“Dear Lord, Please teach us to be gentle. Remind us of the many ways you have shown gentleness to us. When we respond to others, help us see how you love them and died for them, also. Convict us when we descend into mockery or hurtful speech. Show us how to stand for what is right without abandoning gentleness and respect. Teach us to speak the truth in love. Let our gentleness be evident, a clear sign that You are at work in our lives. Amen (heathercking.org).
“Let your gentleness be known to everyone. The Lord Is near.” Philippians 4:5
I’m quite the word guru, so before we dive into living out gentleness as a virtue, let’s get an actual definition.
Gentleness(google) In other words, gentleness is doing everything with the utmost love and patience.
Yikes, as I reflect on that definition, I am brought back to countless memories of last year where I failed to live out gentleness in my role as a leader on my missionary team. Okay, story time. On Sundays, we split up into two groups to go to mass. One group would go to mass, and the other would join after mass to help mingle with the parishioners.
My group was attending mass, and as we walked out, the other group was nowhere to be seen. My insides began to burn, and the anger was rising. How could they just not come to help us mingle?
They KNOW that they are supposed to be here. So, of course, I marched over to the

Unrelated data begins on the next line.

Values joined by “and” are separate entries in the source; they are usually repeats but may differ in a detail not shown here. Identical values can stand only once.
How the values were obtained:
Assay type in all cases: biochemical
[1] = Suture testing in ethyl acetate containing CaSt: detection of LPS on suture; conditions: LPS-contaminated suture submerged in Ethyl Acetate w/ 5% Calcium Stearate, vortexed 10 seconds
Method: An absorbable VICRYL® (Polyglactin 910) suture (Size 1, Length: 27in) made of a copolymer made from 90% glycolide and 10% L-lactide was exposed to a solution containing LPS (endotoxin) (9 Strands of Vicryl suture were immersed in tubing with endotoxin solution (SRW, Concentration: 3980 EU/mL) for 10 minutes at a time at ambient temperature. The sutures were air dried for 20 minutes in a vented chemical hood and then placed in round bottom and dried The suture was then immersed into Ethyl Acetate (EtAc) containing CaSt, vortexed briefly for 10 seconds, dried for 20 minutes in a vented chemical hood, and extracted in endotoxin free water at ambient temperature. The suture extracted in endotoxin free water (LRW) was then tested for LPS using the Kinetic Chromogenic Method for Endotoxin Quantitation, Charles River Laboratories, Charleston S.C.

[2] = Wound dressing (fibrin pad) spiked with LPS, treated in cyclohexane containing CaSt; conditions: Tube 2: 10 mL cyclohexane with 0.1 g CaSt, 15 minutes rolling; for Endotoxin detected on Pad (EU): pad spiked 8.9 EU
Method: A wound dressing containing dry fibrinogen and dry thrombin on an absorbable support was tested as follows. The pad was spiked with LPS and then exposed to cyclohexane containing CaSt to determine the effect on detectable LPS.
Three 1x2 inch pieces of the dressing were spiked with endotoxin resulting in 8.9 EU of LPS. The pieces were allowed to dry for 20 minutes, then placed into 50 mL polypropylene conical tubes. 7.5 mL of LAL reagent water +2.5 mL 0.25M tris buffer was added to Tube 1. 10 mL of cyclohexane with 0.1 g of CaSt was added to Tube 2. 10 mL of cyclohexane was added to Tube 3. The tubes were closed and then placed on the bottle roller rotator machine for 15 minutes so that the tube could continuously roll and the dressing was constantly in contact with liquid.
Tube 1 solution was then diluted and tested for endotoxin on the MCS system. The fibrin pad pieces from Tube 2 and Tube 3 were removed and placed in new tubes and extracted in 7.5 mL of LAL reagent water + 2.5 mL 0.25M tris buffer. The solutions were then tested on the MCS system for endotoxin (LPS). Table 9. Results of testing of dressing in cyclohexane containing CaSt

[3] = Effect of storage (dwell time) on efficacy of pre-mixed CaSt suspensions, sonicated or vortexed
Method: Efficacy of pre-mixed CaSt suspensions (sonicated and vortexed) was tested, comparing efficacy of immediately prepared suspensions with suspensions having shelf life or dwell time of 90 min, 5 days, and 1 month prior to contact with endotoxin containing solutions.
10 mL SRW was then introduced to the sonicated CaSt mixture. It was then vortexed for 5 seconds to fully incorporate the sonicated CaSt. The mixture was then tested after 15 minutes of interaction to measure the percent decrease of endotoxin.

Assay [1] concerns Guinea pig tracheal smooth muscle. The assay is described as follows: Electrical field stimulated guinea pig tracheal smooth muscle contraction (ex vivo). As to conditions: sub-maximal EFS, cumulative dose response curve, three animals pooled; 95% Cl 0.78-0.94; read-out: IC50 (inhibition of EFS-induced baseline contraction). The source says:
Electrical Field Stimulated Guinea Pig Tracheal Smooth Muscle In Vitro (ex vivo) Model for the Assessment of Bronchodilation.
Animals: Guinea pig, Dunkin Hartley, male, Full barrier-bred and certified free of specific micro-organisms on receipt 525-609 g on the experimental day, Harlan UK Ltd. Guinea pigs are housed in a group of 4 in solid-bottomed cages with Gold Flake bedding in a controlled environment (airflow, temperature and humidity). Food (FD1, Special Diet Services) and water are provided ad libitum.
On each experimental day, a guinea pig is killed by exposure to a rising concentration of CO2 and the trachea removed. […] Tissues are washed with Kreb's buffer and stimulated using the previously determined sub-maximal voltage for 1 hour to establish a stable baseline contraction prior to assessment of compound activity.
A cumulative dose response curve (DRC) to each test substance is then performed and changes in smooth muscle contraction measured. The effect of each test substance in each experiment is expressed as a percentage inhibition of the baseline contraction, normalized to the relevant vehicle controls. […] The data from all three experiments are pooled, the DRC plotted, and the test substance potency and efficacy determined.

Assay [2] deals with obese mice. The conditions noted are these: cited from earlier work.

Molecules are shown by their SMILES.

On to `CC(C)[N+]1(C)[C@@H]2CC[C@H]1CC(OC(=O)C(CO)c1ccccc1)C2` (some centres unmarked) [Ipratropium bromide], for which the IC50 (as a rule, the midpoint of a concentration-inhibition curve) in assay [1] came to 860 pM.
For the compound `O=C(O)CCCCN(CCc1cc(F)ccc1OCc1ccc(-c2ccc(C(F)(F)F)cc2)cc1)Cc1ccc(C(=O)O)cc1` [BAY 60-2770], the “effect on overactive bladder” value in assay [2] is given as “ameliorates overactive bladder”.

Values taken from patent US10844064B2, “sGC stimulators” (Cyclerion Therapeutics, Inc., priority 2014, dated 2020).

parish center where they were, and demanded, Is there a reason why you didn’t come to mingle?They looked horrified and felt terribly guilty, and the idea of being gentle was completely out of sight and out of mind. In that moment, I did not choose love. I did not choose mercy. I did not choose patience. I chose anger. I chose myself.
Here’s what I didn’t know. They were busy at work on big projects that needed to be done, and they lost track of time. It was an easy mistake that anyone could have made. So, what did I learn from this? The issue began when I let the anger build and went to deal with the situation right away. I should have taken a step back and assumed the best. I should have taken a cue from Jesus, and the way that He constantly approaches us in the sacrament of confession, by meeting us with his merciful love and gentleness.
So, what are some practical steps to practice gentleness?
- Be aware of your emotions.
- Take a step back
- Assume the best of the situation.
- Approach it with the same gentleness that Jesus approaches you.
In Christ, Alyssa Schimmoeller